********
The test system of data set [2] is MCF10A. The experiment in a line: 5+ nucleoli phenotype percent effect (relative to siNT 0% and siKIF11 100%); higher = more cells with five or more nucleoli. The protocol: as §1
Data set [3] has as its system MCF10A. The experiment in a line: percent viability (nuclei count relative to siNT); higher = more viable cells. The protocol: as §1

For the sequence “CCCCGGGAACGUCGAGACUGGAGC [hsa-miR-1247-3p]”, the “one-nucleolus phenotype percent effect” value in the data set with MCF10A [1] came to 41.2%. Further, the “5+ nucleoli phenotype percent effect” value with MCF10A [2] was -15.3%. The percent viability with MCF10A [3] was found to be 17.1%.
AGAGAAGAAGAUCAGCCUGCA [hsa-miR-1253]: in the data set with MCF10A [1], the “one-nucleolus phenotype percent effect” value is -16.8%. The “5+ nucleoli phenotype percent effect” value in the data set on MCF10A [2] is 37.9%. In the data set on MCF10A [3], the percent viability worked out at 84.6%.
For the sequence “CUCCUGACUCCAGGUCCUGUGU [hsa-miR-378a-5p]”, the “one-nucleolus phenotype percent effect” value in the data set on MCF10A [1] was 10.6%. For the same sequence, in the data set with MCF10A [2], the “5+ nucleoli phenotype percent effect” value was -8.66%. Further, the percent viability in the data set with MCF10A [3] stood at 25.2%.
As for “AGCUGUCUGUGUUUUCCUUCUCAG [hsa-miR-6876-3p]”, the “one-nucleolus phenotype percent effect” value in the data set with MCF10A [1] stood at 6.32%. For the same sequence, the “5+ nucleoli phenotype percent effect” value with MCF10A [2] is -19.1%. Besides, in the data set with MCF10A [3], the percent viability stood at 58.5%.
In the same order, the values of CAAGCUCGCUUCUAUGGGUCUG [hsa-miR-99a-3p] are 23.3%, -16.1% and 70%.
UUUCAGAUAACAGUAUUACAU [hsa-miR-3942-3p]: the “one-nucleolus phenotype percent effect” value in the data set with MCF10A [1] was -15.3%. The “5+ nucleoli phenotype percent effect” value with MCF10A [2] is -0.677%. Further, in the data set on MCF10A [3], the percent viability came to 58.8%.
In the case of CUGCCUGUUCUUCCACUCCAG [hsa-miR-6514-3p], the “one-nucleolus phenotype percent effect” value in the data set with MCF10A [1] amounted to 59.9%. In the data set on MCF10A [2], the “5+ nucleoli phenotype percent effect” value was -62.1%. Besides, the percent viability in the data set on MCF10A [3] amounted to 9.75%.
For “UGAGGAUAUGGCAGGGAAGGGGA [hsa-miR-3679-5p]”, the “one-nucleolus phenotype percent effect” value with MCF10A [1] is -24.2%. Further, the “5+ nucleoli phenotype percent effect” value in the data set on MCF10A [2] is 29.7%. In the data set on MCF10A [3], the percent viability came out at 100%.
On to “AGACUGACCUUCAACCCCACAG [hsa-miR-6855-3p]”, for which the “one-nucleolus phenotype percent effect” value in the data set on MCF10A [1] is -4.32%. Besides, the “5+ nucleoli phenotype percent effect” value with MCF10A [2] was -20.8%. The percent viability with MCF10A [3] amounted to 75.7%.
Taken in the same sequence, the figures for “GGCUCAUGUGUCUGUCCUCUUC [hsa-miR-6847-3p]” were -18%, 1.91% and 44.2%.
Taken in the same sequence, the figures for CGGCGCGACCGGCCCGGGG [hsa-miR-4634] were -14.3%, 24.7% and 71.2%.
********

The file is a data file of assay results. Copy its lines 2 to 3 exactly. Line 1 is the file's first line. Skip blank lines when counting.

Data set [3] has as its system MCF10A. The experiment in a line: percent viability (nuclei count relative to siNT); higher = more viable cells. The protocol: as §1

For the sequence “CCCCGGGAACGUCGAGACUGGAGC [hsa-miR-1247-3p]”, the “one-nucleolus phenotype percent effect” value in the data set with MCF10A [1] came to 41.2%. Further, the “5+ nucleoli phenotype percent effect” value with MCF10A [2] was -15.3%. The percent viability with MCF10A [3] was found to be 17.1%.